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Mad Socialism Disease

January 7, 2004

There are roughly 35 million cattle slaughtered each year in the United States. This means that, in 2003, one in 35 million U.S. cattle were confirmed to have mad cow disease. Infected cattle comprised three millionths of one percent of all cattle, or 0.000003%.

So why the mad cow scare?

In one sense, the scare is legitimate. It reflects an implicit consensus among the body politic that the federal overseers of the U.S. beef industry are not capable of stopping the spread of mad cow once the slightest hint of the disease shows itself on U.S. soil. Given the State's performance in so many other spheres of life—defending the nation from attack on 9/11, managing the space shuttle program, not to mention delivering the mail—perhaps this perception is not as entirely outlandish as it seems at first glance.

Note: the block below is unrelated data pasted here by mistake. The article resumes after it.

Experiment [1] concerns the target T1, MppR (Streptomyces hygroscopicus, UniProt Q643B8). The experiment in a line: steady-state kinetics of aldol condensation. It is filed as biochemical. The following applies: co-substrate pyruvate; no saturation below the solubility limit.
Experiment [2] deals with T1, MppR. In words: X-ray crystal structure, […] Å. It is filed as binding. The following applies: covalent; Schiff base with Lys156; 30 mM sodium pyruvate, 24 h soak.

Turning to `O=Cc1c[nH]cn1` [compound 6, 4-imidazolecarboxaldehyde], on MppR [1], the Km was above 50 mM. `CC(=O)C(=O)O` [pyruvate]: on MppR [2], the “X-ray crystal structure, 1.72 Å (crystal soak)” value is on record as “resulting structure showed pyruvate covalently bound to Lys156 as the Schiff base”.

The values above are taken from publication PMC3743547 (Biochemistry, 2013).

But more likely, the scare was blown way out of proportion by those in and out of the federal government who stand to benefit from the continued socialization of U.S. agriculture. Since the mad cow story knocked Michael Jackson from the front pages, it would appear they did a pretty good job.

But they did so at great costs to the economy. Overnight, the scare collapsed the beef export business, eliminated trade between barns and feed lots, reduced the market value of all forms of slaughtered animals, and devastated meat processing plants which have been forced to facilitate furloughs that were unanticipated as recently as three weeks ago. As a result, $200 million worth of meat and meat products remain in refrigeration purgatory within the U.S. and abroad.